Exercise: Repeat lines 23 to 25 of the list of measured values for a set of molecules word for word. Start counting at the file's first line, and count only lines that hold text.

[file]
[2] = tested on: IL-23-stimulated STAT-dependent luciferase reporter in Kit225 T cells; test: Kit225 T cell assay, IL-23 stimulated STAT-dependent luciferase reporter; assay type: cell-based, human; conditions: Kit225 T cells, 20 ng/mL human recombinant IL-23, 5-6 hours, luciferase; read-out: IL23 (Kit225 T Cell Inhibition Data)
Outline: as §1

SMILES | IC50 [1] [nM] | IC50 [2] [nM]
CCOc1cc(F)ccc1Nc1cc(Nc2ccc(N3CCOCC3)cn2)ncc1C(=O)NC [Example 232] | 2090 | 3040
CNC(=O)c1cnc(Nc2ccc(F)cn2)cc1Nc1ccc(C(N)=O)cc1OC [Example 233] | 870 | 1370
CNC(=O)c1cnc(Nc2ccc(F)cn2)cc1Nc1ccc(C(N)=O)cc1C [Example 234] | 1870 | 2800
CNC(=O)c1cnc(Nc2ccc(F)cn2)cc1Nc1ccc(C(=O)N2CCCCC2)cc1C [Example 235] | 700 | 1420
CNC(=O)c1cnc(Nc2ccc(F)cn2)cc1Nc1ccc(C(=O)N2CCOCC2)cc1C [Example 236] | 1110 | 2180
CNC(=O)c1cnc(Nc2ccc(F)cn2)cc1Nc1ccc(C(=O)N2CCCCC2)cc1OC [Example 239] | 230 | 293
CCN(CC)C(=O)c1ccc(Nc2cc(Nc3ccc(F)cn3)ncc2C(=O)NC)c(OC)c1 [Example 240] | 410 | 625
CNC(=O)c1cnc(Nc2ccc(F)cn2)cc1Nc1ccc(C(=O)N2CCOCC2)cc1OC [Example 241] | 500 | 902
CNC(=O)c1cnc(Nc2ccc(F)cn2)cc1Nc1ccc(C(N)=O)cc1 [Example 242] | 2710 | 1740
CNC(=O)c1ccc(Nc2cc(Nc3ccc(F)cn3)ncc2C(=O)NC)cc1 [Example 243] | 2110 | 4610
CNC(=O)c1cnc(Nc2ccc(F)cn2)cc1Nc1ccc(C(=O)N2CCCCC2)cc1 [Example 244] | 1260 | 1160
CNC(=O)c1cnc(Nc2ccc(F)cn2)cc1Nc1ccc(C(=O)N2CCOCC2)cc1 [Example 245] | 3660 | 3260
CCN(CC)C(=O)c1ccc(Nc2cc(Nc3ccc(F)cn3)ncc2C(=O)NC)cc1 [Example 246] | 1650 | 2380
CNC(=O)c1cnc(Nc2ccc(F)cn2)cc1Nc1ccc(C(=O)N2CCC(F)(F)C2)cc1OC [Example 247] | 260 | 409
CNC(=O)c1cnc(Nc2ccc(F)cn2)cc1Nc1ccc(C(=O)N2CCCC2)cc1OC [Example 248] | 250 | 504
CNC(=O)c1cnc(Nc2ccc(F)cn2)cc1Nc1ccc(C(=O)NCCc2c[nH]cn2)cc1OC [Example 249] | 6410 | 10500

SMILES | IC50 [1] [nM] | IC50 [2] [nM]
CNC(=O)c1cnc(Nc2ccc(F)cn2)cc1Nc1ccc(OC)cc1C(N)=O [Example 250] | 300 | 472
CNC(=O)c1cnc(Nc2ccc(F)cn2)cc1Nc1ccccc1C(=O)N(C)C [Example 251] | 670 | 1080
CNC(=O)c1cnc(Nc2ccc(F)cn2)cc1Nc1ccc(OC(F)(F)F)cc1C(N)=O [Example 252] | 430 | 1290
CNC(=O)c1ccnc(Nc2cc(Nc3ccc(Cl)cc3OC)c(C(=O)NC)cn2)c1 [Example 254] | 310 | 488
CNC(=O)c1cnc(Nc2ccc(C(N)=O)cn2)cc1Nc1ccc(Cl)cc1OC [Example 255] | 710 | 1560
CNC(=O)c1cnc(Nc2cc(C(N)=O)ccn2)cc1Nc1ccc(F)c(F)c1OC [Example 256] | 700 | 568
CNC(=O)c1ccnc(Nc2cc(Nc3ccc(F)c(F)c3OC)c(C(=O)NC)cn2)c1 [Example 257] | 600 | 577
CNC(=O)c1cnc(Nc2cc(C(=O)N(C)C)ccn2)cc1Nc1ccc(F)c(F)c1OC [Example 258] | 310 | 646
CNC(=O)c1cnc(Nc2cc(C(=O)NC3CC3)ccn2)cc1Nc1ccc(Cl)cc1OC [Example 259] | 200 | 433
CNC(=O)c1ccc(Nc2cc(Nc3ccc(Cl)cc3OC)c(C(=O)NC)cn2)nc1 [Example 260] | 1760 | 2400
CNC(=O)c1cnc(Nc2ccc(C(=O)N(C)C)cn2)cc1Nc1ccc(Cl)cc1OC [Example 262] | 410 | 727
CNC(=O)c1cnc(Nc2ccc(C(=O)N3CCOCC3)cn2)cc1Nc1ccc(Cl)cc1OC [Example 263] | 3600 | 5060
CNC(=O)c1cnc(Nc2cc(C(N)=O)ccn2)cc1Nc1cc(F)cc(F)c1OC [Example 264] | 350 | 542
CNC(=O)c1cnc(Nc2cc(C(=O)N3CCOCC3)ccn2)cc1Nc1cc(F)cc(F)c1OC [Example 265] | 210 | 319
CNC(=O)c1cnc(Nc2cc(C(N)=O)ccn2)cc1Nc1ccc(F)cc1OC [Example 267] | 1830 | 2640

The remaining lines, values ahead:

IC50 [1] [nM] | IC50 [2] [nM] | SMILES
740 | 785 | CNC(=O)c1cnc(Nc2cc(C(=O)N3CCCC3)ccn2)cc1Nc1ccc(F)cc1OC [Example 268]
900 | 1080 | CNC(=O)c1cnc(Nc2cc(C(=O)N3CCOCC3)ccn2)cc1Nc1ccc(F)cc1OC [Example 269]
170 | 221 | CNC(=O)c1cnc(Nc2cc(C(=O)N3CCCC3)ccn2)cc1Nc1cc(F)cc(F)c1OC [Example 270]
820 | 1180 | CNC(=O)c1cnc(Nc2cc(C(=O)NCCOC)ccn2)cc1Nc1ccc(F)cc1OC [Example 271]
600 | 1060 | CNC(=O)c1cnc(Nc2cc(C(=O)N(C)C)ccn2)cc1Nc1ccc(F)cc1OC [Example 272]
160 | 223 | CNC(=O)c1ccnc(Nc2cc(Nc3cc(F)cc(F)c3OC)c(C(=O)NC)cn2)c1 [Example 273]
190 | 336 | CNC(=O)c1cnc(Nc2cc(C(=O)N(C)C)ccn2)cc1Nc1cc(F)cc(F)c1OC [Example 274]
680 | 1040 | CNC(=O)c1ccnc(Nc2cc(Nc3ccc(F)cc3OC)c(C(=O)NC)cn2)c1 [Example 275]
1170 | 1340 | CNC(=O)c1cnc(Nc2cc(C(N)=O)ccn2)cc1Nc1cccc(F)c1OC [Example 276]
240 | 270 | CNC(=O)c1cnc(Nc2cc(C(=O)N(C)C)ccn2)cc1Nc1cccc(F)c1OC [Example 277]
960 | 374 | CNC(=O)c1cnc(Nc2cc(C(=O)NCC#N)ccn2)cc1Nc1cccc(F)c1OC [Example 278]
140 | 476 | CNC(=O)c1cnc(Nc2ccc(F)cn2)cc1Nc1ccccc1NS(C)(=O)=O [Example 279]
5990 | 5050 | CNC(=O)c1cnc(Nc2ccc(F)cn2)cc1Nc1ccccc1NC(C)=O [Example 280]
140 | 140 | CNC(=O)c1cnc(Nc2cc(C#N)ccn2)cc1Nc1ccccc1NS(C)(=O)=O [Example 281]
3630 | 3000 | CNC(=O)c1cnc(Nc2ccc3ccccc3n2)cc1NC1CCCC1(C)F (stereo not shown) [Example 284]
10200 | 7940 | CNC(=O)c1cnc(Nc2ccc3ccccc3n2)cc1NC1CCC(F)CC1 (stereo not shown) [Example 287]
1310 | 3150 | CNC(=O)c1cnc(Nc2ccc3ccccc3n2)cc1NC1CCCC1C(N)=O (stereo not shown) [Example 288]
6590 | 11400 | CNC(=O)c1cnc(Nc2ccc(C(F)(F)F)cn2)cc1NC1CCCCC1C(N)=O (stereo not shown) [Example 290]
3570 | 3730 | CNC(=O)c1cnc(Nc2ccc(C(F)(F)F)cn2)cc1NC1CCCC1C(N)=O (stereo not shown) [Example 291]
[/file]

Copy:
CNC(=O)c1cnc(Nc2ccc(F)cn2)cc1Nc1ccc(OC(F)(F)F)cc1C(N)=O [Example 252] | 430 | 1290
CNC(=O)c1ccnc(Nc2cc(Nc3ccc(Cl)cc3OC)c(C(=O)NC)cn2)c1 [Example 254] | 310 | 488
CNC(=O)c1cnc(Nc2ccc(C(N)=O)cn2)cc1Nc1ccc(Cl)cc1OC [Example 255] | 710 | 1560